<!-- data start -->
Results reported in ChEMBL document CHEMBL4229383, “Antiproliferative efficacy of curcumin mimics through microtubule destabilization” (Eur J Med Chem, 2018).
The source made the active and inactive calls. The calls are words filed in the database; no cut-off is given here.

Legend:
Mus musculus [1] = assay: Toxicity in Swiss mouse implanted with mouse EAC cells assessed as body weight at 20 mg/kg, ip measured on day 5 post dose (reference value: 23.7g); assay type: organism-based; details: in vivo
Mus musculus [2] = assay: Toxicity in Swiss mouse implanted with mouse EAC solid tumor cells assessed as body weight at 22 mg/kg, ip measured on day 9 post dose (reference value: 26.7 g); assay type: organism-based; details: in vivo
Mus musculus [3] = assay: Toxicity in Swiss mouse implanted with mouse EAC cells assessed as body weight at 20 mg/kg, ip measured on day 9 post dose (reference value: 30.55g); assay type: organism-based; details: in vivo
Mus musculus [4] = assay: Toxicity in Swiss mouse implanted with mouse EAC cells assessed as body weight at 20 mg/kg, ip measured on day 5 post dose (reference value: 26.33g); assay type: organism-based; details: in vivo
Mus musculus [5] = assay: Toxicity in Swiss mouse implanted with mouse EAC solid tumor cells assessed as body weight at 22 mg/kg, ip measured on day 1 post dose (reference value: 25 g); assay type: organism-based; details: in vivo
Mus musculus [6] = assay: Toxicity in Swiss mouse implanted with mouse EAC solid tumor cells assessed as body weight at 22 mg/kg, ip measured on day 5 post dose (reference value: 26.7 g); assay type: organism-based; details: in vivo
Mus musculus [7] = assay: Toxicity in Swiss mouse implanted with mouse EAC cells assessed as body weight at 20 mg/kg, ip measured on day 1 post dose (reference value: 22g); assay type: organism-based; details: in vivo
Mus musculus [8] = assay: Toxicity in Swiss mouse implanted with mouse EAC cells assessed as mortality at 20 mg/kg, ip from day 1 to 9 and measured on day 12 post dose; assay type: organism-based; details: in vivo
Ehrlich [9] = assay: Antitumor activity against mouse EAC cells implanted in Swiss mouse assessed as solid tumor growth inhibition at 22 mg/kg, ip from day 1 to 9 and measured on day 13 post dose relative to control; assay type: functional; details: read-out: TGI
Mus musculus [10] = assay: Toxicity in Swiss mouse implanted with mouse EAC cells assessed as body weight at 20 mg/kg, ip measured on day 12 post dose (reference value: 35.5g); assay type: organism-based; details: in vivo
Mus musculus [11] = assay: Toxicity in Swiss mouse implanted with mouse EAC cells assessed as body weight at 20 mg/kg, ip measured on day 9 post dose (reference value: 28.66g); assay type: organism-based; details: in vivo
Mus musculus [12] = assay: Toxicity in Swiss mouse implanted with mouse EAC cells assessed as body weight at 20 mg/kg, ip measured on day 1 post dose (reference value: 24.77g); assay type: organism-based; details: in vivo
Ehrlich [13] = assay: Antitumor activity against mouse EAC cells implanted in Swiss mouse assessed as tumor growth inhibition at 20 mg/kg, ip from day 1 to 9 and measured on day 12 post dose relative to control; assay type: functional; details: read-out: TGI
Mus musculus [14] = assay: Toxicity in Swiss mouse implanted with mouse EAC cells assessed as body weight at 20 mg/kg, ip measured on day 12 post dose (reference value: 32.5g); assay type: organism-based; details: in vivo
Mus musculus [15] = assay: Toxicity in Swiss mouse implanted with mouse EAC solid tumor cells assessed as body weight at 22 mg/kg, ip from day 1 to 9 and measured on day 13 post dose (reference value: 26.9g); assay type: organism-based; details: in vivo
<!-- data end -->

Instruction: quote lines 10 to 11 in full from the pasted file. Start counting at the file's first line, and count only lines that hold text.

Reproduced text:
Mus musculus [7] = assay: Toxicity in Swiss mouse implanted with mouse EAC cells assessed as body weight at 20 mg/kg, ip measured on day 1 post dose (reference value: 22g); assay type: organism-based; details: in vivo
Mus musculus [8] = assay: Toxicity in Swiss mouse implanted with mouse EAC cells assessed as mortality at 20 mg/kg, ip from day 1 to 9 and measured on day 12 post dose; assay type: organism-based; details: in vivo